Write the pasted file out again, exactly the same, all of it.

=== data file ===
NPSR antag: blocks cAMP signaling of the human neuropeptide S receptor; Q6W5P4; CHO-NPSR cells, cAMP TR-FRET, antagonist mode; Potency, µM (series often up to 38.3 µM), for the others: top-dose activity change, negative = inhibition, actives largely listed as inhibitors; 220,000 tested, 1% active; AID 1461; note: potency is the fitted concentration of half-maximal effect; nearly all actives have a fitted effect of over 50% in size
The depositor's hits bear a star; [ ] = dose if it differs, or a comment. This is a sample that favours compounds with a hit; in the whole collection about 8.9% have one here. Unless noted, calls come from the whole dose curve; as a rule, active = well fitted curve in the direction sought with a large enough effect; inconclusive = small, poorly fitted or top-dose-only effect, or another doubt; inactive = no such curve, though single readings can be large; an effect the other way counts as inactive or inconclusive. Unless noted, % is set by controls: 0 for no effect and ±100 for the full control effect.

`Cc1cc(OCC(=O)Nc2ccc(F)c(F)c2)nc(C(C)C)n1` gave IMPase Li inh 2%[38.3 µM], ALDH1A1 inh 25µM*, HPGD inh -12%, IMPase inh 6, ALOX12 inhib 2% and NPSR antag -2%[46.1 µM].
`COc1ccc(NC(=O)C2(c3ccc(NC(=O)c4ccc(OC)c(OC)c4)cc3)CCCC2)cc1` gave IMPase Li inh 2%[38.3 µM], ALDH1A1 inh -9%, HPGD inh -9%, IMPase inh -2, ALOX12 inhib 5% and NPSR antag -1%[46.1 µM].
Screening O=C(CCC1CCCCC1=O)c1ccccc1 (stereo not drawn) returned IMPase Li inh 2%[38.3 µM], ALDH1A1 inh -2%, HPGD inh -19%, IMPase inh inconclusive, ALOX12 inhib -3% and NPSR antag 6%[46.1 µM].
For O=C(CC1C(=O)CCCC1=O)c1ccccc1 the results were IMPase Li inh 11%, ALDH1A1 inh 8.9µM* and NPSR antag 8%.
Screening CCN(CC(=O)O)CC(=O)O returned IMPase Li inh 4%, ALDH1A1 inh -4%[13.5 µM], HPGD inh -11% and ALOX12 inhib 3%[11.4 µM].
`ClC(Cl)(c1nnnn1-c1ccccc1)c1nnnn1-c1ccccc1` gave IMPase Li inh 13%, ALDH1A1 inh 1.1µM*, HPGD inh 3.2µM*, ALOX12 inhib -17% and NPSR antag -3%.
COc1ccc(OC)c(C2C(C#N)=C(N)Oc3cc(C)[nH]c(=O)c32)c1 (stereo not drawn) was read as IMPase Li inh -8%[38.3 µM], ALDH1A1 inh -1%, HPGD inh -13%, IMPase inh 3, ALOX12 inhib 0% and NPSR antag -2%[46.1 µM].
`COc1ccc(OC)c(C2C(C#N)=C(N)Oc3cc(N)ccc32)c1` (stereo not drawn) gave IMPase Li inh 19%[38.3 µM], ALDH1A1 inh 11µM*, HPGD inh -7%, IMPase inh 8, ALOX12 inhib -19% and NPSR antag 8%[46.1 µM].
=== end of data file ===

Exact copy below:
NPSR antag: blocks cAMP signaling of the human neuropeptide S receptor; Q6W5P4; CHO-NPSR cells, cAMP TR-FRET, antagonist mode; Potency, µM (series often up to 38.3 µM), for the others: top-dose activity change, negative = inhibition, actives largely listed as inhibitors; 220,000 tested, 1% active; AID 1461; note: potency is the fitted concentration of half-maximal effect; nearly all actives have a fitted effect of over 50% in size
The depositor's hits bear a star; [ ] = dose if it differs, or a comment. This is a sample that favours compounds with a hit; in the whole collection about 8.9% have one here. Unless noted, calls come from the whole dose curve; as a rule, active = well fitted curve in the direction sought with a large enough effect; inconclusive = small, poorly fitted or top-dose-only effect, or another doubt; inactive = no such curve, though single readings can be large; an effect the other way counts as inactive or inconclusive. Unless noted, % is set by controls: 0 for no effect and ±100 for the full control effect.

`Cc1cc(OCC(=O)Nc2ccc(F)c(F)c2)nc(C(C)C)n1` gave IMPase Li inh 2%[38.3 µM], ALDH1A1 inh 25µM*, HPGD inh -12%, IMPase inh 6, ALOX12 inhib 2% and NPSR antag -2%[46.1 µM].
`COc1ccc(NC(=O)C2(c3ccc(NC(=O)c4ccc(OC)c(OC)c4)cc3)CCCC2)cc1` gave IMPase Li inh 2%[38.3 µM], ALDH1A1 inh -9%, HPGD inh -9%, IMPase inh -2, ALOX12 inhib 5% and NPSR antag -1%[46.1 µM].
Screening O=C(CCC1CCCCC1=O)c1ccccc1 (stereo not drawn) returned IMPase Li inh 2%[38.3 µM], ALDH1A1 inh -2%, HPGD inh -19%, IMPase inh inconclusive, ALOX12 inhib -3% and NPSR antag 6%[46.1 µM].
For O=C(CC1C(=O)CCCC1=O)c1ccccc1 the results were IMPase Li inh 11%, ALDH1A1 inh 8.9µM* and NPSR antag 8%.
Screening CCN(CC(=O)O)CC(=O)O returned IMPase Li inh 4%, ALDH1A1 inh -4%[13.5 µM], HPGD inh -11% and ALOX12 inhib 3%[11.4 µM].
`ClC(Cl)(c1nnnn1-c1ccccc1)c1nnnn1-c1ccccc1` gave IMPase Li inh 13%, ALDH1A1 inh 1.1µM*, HPGD inh 3.2µM*, ALOX12 inhib -17% and NPSR antag -3%.
COc1ccc(OC)c(C2C(C#N)=C(N)Oc3cc(C)[nH]c(=O)c32)c1 (stereo not drawn) was read as IMPase Li inh -8%[38.3 µM], ALDH1A1 inh -1%, HPGD inh -13%, IMPase inh 3, ALOX12 inhib 0% and NPSR antag -2%[46.1 µM].
`COc1ccc(OC)c(C2C(C#N)=C(N)Oc3cc(N)ccc32)c1` (stereo not drawn) gave IMPase Li inh 19%[38.3 µM], ALDH1A1 inh 11µM*, HPGD inh -7%, IMPase inh 8, ALOX12 inhib -19% and NPSR antag 8%[46.1 µM].